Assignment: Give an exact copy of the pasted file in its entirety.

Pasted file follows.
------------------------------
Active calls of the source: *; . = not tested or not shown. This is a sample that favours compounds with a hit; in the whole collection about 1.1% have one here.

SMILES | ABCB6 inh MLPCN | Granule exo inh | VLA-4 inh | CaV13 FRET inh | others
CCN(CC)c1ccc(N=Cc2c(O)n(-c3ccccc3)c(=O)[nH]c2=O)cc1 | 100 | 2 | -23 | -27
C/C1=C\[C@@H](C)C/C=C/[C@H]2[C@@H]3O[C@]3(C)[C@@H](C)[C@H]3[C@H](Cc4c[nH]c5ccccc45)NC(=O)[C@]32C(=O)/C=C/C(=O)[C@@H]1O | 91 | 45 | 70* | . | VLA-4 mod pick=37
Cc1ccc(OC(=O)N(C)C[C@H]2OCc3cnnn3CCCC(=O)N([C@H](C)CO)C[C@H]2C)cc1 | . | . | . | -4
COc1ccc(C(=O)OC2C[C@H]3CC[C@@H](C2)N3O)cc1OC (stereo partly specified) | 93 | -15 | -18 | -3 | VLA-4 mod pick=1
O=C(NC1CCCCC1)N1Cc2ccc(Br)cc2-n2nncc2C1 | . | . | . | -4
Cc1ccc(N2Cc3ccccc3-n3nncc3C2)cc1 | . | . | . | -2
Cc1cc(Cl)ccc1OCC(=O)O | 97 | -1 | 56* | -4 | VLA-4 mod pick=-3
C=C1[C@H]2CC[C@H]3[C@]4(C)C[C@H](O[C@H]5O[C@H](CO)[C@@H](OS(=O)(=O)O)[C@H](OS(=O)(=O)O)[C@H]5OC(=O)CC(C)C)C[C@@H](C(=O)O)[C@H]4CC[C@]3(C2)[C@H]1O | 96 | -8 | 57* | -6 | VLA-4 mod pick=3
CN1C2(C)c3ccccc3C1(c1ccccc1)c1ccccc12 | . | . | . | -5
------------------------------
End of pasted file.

Active calls of the source: *; . = not tested or not shown. This is a sample that favours compounds with a hit; in the whole collection about 1.1% have one here.

SMILES | ABCB6 inh MLPCN | Granule exo inh | VLA-4 inh | CaV13 FRET inh | others
CCN(CC)c1ccc(N=Cc2c(O)n(-c3ccccc3)c(=O)[nH]c2=O)cc1 | 100 | 2 | -23 | -27
C/C1=C\[C@@H](C)C/C=C/[C@H]2[C@@H]3O[C@]3(C)[C@@H](C)[C@H]3[C@H](Cc4c[nH]c5ccccc45)NC(=O)[C@]32C(=O)/C=C/C(=O)[C@@H]1O | 91 | 45 | 70* | . | VLA-4 mod pick=37
Cc1ccc(OC(=O)N(C)C[C@H]2OCc3cnnn3CCCC(=O)N([C@H](C)CO)C[C@H]2C)cc1 | . | . | . | -4
COc1ccc(C(=O)OC2C[C@H]3CC[C@@H](C2)N3O)cc1OC (stereo partly specified) | 93 | -15 | -18 | -3 | VLA-4 mod pick=1
O=C(NC1CCCCC1)N1Cc2ccc(Br)cc2-n2nncc2C1 | . | . | . | -4
Cc1ccc(N2Cc3ccccc3-n3nncc3C2)cc1 | . | . | . | -2
Cc1cc(Cl)ccc1OCC(=O)O | 97 | -1 | 56* | -4 | VLA-4 mod pick=-3
C=C1[C@H]2CC[C@H]3[C@]4(C)C[C@H](O[C@H]5O[C@H](CO)[C@@H](OS(=O)(=O)O)[C@H](OS(=O)(=O)O)[C@H]5OC(=O)CC(C)C)C[C@@H](C(=O)O)[C@H]4CC[C@]3(C2)[C@H]1O | 96 | -8 | 57* | -6 | VLA-4 mod pick=3
CN1C2(C)c3ccccc3C1(c1ccccc1)c1ccccc12 | . | . | . | -5